The Belle Jar- Union Station
Mar 5, 2014
Three years ago, five beard- and flannel-loving Seattle musicians released two magical pieces of music, the Sun Giant EP and their self-titled debut. They became a sensation, their album peaking at 200,000 copies sold worldwide. Now, they’ve added another member and more talent to their already impressive band.
Helplessness Blues is the expansion we’d all hoped for from Fleet Foxes. They’ve risen from the rustic casket that threatened to confine them.
Fleet Foxes was a gorgeous slice of pastoral folk heaven. Songs about sunrises, mountains and children in their winter gear shined with golden harmonies swiped from Crosby, Stills & Nash and rumbling percussion straight out of Appalachia.
On Helplessness Blues, Fleet Foxes channel a darker beauty in the vein of Nick Drake, dabbling into lower guitar tunings and atypical time signatures. The slightly Mediterranean “Sim Sala Bim” is half folk tune, half gypsy jam, and it’s a lot more experimental than their self-titled debut had room for. “Bedouin Dress” dances with a frisky fiddle melody that would have felt out of fashion on their last release.
But Fleet Foxes have grown older, as band leader and chief beard Robin Pecknold makes clear on many the album’s dozen songs, especially the title track. “Helplessness Blues” is the grand, vulnerable centerpiece of the album, showcasing the themes of identity anxiety and aging in general. Hell, Pecknold’s very first words on the album are pretty heavy. “So now I am older than my mother and father when they had their daughter. Now what does that say about me?” he utters on quiet opener “Montezuma.”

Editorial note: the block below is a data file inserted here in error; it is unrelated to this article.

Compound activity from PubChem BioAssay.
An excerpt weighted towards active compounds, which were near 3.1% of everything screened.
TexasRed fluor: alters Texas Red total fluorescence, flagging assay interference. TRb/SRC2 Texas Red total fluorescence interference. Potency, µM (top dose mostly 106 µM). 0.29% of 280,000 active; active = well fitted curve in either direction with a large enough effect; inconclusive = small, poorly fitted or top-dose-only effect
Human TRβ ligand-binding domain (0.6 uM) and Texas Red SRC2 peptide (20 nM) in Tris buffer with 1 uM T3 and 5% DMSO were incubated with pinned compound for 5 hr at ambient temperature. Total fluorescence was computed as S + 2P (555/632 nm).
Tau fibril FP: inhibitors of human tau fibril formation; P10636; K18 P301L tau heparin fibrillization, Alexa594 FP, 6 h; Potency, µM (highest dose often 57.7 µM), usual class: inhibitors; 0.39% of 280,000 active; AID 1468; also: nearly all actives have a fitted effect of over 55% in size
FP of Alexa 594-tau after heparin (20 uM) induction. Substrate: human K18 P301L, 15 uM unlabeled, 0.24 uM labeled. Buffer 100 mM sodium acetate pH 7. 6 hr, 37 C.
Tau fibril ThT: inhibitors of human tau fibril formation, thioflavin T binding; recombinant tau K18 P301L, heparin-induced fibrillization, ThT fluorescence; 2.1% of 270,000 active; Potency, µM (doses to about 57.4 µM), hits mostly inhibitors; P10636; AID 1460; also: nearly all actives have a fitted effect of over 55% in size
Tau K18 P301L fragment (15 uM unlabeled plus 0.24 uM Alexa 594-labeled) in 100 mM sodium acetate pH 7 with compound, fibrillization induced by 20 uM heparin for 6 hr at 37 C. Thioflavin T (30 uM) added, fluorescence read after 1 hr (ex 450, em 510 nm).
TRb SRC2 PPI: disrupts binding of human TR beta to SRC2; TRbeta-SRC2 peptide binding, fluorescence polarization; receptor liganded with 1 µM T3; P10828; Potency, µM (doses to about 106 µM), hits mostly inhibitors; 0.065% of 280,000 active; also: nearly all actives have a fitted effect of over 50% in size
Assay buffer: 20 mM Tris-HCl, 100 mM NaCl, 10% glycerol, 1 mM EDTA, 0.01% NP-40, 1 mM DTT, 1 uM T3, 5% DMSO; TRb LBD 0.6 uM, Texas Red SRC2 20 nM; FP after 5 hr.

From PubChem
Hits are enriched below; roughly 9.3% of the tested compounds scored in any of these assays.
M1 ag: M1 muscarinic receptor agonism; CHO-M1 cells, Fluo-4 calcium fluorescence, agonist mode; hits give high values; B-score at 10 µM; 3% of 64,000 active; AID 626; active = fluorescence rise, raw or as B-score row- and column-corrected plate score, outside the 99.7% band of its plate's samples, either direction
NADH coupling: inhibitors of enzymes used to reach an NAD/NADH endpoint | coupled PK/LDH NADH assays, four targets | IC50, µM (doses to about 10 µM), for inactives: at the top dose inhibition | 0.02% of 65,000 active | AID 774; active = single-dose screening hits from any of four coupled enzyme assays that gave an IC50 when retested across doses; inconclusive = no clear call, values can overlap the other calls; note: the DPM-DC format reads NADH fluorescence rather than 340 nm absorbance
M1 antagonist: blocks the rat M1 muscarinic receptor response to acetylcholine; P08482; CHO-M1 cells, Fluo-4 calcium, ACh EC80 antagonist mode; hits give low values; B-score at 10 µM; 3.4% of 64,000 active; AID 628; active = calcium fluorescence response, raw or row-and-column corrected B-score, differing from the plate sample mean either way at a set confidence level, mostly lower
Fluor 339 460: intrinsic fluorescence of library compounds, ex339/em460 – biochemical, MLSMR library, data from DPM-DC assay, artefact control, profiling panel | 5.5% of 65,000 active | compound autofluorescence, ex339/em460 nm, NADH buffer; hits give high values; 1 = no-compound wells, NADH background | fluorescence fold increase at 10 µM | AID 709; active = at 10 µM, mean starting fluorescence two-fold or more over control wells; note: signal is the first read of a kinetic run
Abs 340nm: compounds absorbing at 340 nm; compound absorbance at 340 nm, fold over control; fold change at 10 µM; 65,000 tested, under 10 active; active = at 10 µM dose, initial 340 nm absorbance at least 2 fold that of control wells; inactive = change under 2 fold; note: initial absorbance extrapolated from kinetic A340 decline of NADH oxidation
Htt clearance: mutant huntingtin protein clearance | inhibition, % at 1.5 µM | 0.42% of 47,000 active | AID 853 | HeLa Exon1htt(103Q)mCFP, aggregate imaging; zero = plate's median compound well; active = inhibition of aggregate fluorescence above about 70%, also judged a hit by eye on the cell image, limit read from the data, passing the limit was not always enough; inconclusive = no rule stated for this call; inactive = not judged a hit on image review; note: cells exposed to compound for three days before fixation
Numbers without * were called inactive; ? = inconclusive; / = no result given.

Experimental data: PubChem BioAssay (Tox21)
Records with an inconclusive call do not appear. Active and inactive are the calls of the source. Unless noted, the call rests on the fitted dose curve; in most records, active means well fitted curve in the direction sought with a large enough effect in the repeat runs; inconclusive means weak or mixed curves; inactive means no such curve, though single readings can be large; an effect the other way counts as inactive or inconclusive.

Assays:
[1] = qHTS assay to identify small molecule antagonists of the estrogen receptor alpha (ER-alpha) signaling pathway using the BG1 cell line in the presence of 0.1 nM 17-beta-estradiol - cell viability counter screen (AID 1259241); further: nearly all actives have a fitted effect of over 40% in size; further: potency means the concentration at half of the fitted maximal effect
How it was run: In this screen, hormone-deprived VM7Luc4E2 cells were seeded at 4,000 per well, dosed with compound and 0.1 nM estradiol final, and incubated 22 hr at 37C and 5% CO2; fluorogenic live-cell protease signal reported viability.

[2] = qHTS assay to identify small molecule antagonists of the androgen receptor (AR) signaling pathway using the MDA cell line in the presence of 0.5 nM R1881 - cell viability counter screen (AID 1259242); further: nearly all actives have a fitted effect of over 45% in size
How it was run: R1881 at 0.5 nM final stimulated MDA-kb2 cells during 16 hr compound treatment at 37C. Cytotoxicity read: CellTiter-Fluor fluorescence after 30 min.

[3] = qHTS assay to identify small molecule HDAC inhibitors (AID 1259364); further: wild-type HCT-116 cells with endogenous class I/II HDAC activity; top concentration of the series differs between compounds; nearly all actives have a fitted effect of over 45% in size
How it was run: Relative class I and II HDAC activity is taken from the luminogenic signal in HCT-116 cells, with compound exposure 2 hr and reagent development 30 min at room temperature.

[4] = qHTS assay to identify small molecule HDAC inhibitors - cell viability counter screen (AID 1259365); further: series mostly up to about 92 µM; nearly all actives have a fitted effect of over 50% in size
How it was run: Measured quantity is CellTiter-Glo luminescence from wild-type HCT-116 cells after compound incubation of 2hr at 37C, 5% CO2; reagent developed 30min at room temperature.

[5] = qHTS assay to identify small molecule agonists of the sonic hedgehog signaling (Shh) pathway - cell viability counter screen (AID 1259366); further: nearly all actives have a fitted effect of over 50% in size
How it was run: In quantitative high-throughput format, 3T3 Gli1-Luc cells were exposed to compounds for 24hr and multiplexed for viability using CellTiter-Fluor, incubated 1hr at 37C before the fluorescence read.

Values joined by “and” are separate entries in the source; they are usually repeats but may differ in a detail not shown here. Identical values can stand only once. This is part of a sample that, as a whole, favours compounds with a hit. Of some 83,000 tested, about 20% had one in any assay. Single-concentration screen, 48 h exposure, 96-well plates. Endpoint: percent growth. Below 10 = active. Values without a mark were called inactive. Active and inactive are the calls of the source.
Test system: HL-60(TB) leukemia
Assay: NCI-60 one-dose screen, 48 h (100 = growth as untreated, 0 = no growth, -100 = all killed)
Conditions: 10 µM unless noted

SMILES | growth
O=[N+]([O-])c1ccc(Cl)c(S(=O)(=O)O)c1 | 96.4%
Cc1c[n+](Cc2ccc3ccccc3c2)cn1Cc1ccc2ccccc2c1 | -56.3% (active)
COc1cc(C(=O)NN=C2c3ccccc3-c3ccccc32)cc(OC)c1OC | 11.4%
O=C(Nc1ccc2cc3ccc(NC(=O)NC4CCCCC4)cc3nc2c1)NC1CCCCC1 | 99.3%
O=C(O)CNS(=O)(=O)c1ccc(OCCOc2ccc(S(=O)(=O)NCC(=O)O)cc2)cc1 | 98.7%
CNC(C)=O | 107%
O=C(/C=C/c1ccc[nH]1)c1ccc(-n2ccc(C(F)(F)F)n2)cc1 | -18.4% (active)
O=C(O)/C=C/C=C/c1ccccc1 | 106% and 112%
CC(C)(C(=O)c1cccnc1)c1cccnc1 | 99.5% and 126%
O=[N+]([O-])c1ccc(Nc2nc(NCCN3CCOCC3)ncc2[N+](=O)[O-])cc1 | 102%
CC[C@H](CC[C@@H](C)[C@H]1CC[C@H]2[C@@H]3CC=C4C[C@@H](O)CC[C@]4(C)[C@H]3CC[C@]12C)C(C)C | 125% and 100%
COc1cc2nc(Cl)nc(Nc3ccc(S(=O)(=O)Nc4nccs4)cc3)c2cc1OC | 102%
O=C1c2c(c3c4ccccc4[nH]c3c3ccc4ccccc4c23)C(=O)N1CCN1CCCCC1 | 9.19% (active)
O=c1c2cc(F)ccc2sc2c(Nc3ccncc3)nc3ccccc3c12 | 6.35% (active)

Pecknold has made the songs more about him, in turn, making them more about us. The eight-plus-minute “The Shrine / An Argument” is more audacious than anything the band’s had the guts to try yet—and it succeeds. Starting slow with descriptions of copper pennies at a shrine, the song blooms into a breakup tale, with Pecknold’s angelic voice enriched by the band’s gorgeous harmonies.
Perhaps the most brightly colored track is the album’s closer, “Grown Ocean,” which was released with a companion video of the band’s extracurricular pursuits while in the studio and on the road. The song is a travelogue for a vivid dream, and Pecknold delivers each image with confidence and awe. “I’ll have so much to tell you about,” he sings about when he wakes from the dream.
His words are an accurate statement of what listeners are likely to say after completing the magnificent Helplessness Blues.
Listen to "Grown Ocean":